Q: Excuse me, you said about three days from Jakarta. Did you mean the Gulf of Thailand, or did you mean three days...
A: If she goes up to participate in the exercise she can get back down to an evacuation point where she could be helpful in about three days.
Q: Right now she's about 12 hours steaming time...
A: Twelve to 16 hours, I would guess -- 270 nautical miles north.
Q: Is Admiral Prueher considering making that visit that he postponed to Jakarta?
A: As you know, Secretary Cohen put all military contacts on hold and that hold remains in place. We're looking at the situation. We clearly, over the long term, would like to maintain a relationship with the Indonesian military. We don't think this is the appropriate time to carry that out, but if conditions change we'll respond to those changes. But no decision's been made now to change the hold.
Q: The current things like JCET has been put on hold. What about foreign military sales? Is that program on hold as well?
A: I don't think we have much in the way of foreign military sales to Indonesia because there have been some congressional restrictions on our contacts, our military contacts with them over the years. But my understanding is that we have stopped bilateral military contacts within Indonesia. I'll have to get more specifics on FMS.
Q: The Governor of Okinawa has expressed some unhappiness with the negotiations towards removal of troops from Okinawa. He evidently met with Curt Campbell. Do you have anything on that meeting?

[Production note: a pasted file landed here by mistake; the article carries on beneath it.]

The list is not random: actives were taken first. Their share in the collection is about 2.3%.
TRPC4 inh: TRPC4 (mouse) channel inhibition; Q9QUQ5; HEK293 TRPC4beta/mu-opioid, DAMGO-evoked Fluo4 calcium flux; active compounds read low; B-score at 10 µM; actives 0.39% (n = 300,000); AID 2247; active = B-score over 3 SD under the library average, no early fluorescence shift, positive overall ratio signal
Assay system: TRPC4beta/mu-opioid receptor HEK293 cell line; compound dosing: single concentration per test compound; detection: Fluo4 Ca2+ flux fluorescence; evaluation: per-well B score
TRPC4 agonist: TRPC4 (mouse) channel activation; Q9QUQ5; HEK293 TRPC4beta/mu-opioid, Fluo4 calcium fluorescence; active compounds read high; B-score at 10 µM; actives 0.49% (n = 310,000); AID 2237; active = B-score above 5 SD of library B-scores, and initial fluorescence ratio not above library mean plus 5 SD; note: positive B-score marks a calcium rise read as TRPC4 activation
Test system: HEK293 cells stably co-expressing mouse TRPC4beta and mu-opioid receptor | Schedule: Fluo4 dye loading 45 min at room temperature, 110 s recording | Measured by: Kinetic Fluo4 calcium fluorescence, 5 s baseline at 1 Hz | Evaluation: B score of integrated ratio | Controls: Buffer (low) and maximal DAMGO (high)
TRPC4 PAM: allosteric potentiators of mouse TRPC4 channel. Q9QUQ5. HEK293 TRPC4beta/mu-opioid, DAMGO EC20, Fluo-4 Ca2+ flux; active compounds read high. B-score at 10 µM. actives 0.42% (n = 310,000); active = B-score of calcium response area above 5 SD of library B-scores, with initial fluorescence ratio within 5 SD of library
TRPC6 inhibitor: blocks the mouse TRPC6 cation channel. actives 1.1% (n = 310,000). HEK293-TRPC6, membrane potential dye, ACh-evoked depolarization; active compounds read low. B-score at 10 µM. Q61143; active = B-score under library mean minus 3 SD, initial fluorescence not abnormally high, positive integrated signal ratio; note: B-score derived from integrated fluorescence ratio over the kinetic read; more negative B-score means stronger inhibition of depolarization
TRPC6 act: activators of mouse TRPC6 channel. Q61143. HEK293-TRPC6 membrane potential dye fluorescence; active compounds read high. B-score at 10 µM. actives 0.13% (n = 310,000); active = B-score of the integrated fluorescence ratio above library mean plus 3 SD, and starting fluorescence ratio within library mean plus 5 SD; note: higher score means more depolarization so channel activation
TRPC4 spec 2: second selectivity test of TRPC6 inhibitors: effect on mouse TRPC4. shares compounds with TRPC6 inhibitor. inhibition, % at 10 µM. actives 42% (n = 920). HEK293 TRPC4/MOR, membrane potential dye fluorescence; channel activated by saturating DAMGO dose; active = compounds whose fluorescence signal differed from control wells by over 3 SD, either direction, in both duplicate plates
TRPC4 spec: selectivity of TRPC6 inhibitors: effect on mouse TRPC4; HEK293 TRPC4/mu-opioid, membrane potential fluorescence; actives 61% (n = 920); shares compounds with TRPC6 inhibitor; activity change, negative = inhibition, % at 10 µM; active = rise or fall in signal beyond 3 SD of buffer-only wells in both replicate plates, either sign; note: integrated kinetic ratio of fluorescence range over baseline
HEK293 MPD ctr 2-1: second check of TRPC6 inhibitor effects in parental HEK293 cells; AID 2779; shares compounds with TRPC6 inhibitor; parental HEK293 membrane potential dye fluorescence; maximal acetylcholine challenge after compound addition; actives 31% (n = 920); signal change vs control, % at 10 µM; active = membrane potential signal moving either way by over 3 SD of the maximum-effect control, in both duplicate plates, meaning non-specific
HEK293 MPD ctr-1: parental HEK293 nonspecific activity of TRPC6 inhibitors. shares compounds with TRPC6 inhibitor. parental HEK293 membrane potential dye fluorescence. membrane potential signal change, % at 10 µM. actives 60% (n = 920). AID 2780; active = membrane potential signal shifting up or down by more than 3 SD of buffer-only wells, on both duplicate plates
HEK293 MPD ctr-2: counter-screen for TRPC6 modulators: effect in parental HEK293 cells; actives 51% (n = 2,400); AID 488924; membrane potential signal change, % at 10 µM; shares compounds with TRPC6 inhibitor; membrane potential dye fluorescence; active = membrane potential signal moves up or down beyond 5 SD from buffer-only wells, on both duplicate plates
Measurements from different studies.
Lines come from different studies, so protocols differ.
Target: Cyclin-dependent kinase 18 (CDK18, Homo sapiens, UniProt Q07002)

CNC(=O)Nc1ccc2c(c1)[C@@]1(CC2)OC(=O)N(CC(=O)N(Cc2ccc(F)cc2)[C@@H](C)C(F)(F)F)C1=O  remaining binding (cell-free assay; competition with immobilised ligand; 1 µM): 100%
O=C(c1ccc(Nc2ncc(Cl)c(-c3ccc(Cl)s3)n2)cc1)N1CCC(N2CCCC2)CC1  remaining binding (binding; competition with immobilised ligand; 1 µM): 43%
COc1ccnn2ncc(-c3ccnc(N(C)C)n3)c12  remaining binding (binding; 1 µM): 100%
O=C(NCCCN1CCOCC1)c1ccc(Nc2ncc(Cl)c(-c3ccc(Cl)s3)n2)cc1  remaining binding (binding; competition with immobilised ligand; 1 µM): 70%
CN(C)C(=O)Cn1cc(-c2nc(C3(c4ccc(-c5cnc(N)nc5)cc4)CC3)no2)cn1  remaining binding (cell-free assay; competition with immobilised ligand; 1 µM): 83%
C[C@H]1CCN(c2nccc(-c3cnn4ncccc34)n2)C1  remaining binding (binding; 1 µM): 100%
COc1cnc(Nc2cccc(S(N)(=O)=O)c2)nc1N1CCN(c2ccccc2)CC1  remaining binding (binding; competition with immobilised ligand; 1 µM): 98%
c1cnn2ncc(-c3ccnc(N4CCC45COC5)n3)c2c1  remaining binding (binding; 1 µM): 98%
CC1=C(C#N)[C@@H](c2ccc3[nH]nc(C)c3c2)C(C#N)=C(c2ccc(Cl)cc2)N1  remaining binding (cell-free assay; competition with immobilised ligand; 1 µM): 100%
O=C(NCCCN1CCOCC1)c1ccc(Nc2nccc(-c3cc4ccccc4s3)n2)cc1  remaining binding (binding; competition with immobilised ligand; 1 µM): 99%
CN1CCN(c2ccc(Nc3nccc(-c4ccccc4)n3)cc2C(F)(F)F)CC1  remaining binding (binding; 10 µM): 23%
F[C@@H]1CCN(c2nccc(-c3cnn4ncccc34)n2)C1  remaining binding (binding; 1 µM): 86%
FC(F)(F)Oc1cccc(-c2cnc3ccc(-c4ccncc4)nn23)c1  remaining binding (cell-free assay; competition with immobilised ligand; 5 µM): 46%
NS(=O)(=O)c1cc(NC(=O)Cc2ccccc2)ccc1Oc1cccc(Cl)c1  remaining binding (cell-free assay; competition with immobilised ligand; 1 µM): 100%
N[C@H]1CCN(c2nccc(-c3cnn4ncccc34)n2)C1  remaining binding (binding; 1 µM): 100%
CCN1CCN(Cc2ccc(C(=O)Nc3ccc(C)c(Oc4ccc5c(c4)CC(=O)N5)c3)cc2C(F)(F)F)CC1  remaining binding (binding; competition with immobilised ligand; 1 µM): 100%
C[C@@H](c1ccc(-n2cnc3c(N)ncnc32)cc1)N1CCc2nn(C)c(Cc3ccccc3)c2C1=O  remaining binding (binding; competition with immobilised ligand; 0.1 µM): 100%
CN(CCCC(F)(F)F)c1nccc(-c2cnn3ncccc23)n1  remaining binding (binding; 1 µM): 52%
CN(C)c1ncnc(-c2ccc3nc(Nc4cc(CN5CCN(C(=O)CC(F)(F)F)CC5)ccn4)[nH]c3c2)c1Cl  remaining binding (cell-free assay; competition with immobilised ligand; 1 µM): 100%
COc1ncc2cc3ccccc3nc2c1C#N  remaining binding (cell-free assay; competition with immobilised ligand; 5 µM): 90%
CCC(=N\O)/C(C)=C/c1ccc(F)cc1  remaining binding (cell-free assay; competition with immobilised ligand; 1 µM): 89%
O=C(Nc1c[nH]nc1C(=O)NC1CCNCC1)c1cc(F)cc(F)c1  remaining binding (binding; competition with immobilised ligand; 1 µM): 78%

A: I don't have anything specific on that meeting. Governor Ota does visit the United States from time to time, but we are working in very good faith with the government of Japan to reduce the footprint of our troops in Okinawa. I think we've made considerable progress. The government of Japan has been extremely cooperative. We expect that cooperation to continue.
Q: Can you give us an idea of what the game plan is about Admiral Jeremiah's study or review or whatever you want to call it, about the intelligence community allegedly sleeping through the Indian nuclear tests?
A: I think you should ask my immensely open colleague Bill Harlow at the CIA about that. It was the DCI who commissioned Admiral Jeremiah to do that report and he's the appropriate spokesperson about the progress of the report.
Q: Could I ask about the House votes banning technology exports? Any Department reaction to that -- just the House yesterday -- overwhelming votes banning technology exports?
A: You're talking about China?
A: Well, I think, this would be a setback to our worldwide dominance in communications. As I pointed out, there's a greater demand to launch commercial satellites than there is a supply of rockets in the United States to launch them. And we do -- we have had a program dating back to the early '90s at least, maybe before that, to launch satellites in China and elsewhere. We think there are ways to secure the technology if proper procedures are followed.
Press: Thank you.